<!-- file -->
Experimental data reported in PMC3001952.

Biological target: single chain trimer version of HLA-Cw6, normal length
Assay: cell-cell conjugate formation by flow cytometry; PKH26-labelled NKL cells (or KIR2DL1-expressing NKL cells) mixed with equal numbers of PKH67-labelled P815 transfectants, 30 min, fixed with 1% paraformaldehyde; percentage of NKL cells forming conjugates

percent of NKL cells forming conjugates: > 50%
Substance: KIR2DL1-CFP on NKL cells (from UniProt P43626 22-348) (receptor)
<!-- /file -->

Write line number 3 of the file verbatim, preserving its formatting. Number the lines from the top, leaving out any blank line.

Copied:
Assay: cell-cell conjugate formation by flow cytometry; PKH26-labelled NKL cells (or KIR2DL1-expressing NKL cells) mixed with equal numbers of PKH67-labelled P815 transfectants, 30 min, fixed with 1% paraformaldehyde; percentage of NKL cells forming conjugates